1. Introduction

The higher consumption of whole-grain foods is widely reported to reduce the risk of chronic non-communicable diseases, including cardiometabolic diseases, type 2 diabetes, obesity and some cancers [1,2,3,4,5,6,7,8]. The mechanism(s) through which whole grains confer their associated health benefits remains unclear. However, many of the health benefits are likely to be due to the presence of dietary fiber and associated phytochemicals, a large part of which is lost during the refining process when the bran and germ are removed. Cereal fibres delivered through whole-grain foods include the full range of fiber types depending on the grain type, but include fibers characterised by their ability to hold water and their degree of fermentability including β-glucans, arabinoxylans, cellulose, and fructans [9].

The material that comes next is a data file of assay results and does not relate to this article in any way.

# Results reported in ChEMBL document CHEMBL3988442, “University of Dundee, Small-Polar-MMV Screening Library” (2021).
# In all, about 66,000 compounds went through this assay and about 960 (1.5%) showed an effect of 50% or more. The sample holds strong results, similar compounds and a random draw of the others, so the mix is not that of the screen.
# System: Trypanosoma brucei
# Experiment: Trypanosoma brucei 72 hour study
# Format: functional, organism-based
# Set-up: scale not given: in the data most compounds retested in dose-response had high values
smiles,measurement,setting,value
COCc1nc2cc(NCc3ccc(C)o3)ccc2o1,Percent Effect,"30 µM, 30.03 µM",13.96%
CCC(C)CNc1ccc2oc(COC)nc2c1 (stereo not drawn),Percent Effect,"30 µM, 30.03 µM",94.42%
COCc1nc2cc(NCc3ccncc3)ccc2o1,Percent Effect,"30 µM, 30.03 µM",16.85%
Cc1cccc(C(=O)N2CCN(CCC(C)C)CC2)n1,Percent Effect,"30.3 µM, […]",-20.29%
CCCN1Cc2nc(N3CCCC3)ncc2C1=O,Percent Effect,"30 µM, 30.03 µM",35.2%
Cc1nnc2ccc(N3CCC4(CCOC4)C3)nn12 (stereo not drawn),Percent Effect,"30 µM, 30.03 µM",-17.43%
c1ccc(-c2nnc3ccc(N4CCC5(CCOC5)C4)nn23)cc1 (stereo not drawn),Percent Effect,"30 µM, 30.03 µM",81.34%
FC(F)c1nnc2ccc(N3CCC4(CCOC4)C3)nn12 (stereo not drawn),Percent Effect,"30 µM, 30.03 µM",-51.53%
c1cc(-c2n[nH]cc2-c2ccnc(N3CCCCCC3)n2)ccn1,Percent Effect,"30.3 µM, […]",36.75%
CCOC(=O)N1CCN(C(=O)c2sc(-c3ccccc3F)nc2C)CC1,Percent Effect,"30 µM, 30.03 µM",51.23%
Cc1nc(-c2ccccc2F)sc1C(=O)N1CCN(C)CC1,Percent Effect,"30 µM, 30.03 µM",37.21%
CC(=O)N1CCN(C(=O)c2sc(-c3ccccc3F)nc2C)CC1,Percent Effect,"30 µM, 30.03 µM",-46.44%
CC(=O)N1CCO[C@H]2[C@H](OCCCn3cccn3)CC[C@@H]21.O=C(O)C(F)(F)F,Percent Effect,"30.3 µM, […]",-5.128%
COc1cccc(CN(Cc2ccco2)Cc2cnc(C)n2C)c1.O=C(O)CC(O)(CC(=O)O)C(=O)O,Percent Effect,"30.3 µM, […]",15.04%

Quinoa, part of the Polygonaceae family of plant species, is categorised as a whole grain; however, it is not a member of the Graminaea family of grasses, because the seeds have a similar nutritional composition to other cereals and the whole seed is consumed [10,11]. Quinoa contains a mixture of soluble (~1.3 g/100 g) and insoluble (~8.2 g/100 g) fiber, has a high protein content (~13.5 g/100 g), and provides carbohydrates that are digested slowly when compared to other cereals [12]. Interestingly, quinoa also contains high levels of free, conjugated and bound (poly)phenolics, particularly saponins [13,14], which have been associated with a number of health benefits [15]. The properties of quinoa contribute to its ability to pass through the upper gastrointestinal tract (GIT) and into the lower GIT, where it provides substrates for the gut microbiome, which undergo fermentation, producing products such as short-chain fatty acids (SCFA) and release bound (poly) phenolics and other phytochemicals, which become available for metabolism by the host [15].